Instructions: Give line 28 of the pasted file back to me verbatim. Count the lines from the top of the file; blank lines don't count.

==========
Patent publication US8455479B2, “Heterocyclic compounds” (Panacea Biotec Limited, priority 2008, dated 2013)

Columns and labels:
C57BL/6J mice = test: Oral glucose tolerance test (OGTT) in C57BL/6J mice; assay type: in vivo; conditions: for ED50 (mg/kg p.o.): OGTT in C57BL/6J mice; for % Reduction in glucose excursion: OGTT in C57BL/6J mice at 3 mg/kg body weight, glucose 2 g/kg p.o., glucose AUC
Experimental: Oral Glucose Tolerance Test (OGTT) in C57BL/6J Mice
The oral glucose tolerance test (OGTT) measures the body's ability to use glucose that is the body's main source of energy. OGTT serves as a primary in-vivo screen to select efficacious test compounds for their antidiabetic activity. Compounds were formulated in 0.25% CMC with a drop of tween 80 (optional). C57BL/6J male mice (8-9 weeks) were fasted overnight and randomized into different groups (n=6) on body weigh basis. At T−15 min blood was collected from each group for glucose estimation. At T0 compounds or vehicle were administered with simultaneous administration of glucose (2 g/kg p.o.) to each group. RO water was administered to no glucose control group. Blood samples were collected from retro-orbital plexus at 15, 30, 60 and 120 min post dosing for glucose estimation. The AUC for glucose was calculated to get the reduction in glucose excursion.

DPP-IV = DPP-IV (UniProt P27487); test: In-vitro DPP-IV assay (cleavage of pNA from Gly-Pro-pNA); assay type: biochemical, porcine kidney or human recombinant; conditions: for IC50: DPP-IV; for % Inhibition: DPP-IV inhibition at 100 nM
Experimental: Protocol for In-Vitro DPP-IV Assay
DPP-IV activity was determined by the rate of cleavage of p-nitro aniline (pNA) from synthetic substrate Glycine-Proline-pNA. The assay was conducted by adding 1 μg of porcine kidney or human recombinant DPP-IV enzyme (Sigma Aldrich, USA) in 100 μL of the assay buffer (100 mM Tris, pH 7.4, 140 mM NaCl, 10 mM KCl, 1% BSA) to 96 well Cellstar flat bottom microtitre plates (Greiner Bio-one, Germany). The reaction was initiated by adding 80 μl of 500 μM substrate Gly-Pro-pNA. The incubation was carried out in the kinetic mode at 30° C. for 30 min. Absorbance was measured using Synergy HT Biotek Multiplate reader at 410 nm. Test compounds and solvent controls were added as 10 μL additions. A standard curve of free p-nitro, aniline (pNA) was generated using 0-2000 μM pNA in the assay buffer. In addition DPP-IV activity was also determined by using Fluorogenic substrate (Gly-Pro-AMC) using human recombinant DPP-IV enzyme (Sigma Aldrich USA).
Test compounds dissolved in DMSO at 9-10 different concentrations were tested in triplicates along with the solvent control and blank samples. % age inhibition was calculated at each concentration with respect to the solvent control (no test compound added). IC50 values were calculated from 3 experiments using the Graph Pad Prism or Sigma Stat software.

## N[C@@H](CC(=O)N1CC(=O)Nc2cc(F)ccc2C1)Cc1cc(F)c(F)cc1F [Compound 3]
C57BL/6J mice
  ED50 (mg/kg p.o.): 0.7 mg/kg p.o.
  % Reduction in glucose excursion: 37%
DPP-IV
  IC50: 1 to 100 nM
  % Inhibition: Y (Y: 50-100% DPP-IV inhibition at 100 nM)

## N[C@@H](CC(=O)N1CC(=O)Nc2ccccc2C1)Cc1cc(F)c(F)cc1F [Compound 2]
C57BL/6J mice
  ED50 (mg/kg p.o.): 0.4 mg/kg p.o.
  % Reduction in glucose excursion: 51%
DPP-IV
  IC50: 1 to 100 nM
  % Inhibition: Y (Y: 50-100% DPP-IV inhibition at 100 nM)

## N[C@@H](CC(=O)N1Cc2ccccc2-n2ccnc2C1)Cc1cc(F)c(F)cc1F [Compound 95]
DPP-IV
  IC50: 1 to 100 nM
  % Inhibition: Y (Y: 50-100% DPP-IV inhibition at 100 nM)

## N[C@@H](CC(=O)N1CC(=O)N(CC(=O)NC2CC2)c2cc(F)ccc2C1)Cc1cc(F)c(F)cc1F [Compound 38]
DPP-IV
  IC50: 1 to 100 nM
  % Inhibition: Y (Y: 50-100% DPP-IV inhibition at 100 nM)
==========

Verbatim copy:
## N[C@@H](CC(=O)N1CC(=O)N(CC(=O)NC2CC2)c2cc(F)ccc2C1)Cc1cc(F)c(F)cc1F [Compound 38]